Kevin Drum - 2012

Chart of the Day: Letting Nurses Do More Doesn't Affect Doctor Pay

| Wed Feb. 15, 2012 2:22 PM EST

Here's an interesting tidbit of research. Many states place substantial restrictions on the work that nurse practitioners are allowed to perform. Allowing them to do more might help relieve the shortage of family doctors and primary care pediatricians, but most doctor groups oppose this. Part of the reason is the fear that it would reduce physician pay, so Patricia Pittman and Benjamin Williams set out to see if this was true. Their answer: not really. In states that ditched their restrictive SOP (scope of practice) laws — the blue dots in the charts on the right — pediatricians actually made more money, while GPs made slightly less. In both cases, the difference was small and not statistically significant. Aaron Carroll comments:

Bottom line — there was no difference. Allowing more mid-level practitioners to practice freely and independently was not associated with physicians earning less.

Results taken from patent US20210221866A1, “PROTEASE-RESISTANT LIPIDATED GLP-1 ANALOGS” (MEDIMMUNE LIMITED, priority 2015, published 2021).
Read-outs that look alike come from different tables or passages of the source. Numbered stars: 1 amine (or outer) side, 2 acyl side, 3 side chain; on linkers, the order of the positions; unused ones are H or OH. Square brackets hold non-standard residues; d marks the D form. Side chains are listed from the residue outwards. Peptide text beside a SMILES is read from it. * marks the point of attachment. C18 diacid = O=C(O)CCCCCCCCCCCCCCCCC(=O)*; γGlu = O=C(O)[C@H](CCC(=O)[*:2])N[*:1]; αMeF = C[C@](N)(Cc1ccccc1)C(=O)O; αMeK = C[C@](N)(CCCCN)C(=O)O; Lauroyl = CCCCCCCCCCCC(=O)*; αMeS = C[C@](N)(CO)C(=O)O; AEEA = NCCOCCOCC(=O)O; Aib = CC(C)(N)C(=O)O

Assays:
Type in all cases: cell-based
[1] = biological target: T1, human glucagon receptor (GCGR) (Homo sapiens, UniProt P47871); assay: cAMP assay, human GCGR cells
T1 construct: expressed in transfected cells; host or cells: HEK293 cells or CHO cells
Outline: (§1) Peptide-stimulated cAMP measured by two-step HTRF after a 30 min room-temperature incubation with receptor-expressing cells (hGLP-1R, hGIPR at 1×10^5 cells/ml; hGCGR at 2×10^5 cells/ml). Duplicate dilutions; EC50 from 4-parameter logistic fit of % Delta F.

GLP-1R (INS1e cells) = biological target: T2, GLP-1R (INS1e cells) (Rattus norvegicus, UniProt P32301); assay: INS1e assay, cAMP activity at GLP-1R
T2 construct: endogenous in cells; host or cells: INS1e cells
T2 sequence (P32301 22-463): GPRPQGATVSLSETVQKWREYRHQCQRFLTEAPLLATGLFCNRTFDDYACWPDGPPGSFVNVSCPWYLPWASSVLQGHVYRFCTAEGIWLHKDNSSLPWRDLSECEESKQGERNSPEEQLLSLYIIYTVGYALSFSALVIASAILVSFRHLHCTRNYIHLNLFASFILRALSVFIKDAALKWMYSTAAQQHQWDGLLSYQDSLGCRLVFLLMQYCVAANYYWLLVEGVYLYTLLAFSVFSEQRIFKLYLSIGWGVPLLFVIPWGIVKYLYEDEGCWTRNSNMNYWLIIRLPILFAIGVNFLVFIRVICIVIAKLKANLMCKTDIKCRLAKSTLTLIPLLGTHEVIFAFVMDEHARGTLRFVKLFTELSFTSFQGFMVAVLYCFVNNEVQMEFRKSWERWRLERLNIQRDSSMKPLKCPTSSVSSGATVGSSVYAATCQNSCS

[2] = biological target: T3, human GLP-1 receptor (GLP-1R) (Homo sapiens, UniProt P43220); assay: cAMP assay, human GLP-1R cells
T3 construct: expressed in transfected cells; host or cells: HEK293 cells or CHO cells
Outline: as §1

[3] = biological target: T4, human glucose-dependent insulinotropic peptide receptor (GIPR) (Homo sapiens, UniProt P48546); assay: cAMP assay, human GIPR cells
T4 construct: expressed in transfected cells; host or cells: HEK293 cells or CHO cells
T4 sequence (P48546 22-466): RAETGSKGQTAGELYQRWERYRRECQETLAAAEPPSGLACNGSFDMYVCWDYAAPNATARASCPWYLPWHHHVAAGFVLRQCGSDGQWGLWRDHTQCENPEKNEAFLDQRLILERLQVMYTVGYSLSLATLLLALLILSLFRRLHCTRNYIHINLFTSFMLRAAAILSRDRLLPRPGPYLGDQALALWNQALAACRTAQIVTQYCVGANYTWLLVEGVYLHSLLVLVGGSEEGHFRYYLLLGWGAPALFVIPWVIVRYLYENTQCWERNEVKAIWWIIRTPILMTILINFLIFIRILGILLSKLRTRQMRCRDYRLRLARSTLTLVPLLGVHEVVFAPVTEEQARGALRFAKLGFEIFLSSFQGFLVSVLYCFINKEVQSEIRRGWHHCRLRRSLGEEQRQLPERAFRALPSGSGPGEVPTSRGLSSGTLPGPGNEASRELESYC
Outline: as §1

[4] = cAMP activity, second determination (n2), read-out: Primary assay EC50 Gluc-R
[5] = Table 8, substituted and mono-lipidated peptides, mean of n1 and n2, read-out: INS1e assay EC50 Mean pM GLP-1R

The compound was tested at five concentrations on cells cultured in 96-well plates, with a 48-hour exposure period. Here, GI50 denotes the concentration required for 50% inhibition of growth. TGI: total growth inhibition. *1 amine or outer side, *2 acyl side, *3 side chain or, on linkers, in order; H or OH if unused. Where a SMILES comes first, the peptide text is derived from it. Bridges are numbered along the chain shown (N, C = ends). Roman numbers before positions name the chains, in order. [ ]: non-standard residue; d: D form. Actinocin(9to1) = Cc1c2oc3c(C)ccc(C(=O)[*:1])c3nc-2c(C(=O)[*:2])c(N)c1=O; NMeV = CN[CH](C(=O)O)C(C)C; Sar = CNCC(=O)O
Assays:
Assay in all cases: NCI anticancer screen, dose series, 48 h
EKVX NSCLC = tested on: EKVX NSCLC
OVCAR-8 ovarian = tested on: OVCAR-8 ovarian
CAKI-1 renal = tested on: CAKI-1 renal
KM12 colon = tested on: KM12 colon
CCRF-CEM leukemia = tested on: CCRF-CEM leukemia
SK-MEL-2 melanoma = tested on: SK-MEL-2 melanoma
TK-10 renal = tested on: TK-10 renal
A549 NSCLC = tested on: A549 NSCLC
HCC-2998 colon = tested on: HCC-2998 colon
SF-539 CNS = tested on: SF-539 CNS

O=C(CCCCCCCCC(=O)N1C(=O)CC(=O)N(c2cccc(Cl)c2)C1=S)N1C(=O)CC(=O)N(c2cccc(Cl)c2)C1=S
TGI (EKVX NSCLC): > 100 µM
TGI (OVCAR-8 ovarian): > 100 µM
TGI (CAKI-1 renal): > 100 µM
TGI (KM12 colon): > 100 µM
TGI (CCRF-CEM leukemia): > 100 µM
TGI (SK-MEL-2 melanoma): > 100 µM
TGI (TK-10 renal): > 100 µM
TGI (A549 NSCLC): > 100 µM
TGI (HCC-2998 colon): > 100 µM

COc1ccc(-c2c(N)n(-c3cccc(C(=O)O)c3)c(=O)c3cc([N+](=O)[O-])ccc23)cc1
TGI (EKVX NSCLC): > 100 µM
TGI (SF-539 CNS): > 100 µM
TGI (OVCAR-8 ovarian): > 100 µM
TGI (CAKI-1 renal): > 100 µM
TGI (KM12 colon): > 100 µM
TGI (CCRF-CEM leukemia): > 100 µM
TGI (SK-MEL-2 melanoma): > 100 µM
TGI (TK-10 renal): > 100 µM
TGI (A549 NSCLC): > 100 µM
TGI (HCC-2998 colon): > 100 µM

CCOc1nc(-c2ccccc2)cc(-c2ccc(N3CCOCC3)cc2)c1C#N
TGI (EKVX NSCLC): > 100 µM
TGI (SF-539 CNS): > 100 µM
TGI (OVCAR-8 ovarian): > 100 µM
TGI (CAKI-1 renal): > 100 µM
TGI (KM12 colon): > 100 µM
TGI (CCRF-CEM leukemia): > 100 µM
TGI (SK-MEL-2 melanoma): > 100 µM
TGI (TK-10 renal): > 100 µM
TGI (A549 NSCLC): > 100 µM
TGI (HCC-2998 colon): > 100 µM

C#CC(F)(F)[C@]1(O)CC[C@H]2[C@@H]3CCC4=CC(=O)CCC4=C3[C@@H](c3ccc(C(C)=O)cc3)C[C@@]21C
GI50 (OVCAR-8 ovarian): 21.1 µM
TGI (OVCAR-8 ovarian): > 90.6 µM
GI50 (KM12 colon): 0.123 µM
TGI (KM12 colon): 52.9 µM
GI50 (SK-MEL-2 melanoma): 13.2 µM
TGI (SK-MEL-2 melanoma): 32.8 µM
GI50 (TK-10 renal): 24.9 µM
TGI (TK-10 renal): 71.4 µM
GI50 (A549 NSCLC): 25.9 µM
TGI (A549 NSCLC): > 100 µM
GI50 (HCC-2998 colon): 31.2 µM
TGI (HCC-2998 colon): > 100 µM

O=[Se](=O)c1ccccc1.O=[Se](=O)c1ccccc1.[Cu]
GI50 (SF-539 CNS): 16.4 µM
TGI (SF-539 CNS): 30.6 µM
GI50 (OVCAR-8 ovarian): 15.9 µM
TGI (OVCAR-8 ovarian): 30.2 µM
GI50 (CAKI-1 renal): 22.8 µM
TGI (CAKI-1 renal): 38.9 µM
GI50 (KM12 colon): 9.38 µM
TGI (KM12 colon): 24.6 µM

In the interest of full disclosure, I’m married to a nurse practitioner. So I may be biased in my assessment that she’s amazingly talented. But for those physicians who are worried that increasing the ability of mid-level practitioners to work independently might negatively impact their income, that doesn’t necessarily seem to be the case.

Incumbent professionals often promote restrictive occupational licensing schemes because they want to limit competition. In many cases, this is probably rational in a self-serving way. But in others, it probably doesn't even make sense from a purely selfish perspective. This seems to be one of them.